A new generation of donors wants to see results for its money and wants a direct, entrepreneurial role in the charities it sponsors, the New York Times reported June 6.
“There’s a return to the Carnegie philosophy – getting engaged while you’re alive,” Eugene R. Tempel, executive director of the Indiana University Center on Philanthropy, told the Times.
Donors are shifting away from established charities, Tempel said, as the public becomes increasingly skeptical of them. Today’s philanthropists, instead, seek out fresh initiatives.
Entrepreneurs are increasingly interested in efforts that blend aspects of capitalism with charitable goals, for example micro-loan programs for small businesses.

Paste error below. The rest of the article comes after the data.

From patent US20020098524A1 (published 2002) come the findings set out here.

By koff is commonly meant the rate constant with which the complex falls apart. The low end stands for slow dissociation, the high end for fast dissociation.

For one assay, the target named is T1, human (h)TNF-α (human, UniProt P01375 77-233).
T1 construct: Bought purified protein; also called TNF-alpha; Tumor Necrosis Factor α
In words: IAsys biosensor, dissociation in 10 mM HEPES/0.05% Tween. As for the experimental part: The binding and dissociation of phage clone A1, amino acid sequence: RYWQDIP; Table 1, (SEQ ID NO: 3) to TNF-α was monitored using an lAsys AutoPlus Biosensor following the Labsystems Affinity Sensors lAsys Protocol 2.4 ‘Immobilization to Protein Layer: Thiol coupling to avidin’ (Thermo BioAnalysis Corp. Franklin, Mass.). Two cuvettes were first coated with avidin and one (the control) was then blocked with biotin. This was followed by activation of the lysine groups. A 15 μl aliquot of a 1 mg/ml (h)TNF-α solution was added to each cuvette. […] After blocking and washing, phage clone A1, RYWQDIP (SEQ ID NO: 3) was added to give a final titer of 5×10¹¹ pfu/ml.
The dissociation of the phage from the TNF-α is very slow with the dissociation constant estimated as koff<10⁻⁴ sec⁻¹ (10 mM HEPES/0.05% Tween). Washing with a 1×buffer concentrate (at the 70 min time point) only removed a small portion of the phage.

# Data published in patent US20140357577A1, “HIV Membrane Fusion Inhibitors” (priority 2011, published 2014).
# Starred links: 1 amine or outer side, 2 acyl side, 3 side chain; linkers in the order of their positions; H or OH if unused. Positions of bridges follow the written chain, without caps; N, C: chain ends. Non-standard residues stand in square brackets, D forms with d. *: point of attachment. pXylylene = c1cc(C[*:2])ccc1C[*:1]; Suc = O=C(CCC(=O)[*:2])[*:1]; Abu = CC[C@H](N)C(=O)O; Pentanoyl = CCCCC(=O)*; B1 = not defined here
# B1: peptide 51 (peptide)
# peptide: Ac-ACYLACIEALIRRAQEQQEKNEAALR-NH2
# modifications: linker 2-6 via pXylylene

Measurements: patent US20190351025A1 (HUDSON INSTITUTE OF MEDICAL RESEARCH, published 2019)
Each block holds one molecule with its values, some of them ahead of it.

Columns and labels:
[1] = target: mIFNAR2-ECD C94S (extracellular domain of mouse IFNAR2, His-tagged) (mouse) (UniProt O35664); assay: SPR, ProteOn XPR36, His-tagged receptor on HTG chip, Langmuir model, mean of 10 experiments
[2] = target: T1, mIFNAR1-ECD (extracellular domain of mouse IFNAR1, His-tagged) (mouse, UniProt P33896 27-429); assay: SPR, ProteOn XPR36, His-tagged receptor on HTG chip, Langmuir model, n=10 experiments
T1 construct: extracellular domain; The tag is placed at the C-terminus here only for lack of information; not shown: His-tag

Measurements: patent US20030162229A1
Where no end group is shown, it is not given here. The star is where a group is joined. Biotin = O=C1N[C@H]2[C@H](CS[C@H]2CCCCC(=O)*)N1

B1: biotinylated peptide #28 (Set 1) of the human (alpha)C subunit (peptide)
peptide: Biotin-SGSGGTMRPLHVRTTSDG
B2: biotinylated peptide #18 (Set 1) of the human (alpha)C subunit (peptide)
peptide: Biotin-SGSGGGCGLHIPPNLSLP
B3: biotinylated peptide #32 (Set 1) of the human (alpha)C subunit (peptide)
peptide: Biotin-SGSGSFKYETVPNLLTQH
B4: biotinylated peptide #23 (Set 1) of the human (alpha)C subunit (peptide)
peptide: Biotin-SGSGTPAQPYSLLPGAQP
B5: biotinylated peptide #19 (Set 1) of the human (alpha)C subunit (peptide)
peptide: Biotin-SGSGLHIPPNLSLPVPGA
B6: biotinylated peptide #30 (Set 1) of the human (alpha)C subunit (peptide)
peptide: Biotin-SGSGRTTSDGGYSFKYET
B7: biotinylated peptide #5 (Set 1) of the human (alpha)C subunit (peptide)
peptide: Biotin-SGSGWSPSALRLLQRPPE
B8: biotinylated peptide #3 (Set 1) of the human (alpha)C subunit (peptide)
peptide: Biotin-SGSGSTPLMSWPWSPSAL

Most of the very wealthy are convinced of the importance of charitable giving, according to a recent survey by Deutsche Bank’s Bankers Trust Private Banking unit. The survey probed the attitudes of the rich – nearly all of the 112 respondents were from households whose net worth was at least $5 million.
On average, those surveyed gave $1.2 million to charity, or about a fifth of their family income, in 1997. The respondents preferred to give through their own foundation, trust or gift fund. Two-thirds reported giving through such an instrument.
Education was the most popular cause among the very wealthy, cited by 60 percent as one of the policy issues they wanted to influence. The category of poverty, inequality, hunger, affordable housing and health care for the uninsured was important to nearly half. Arts and culture was listed by only a third of the respondents, followed by family stability and economic growth.
Nearly all the survey’s respondents said they had volunteered for a favorite cause in the last three years, with 71 percent serving on a charity’s board.
For full story, go to the New York Times.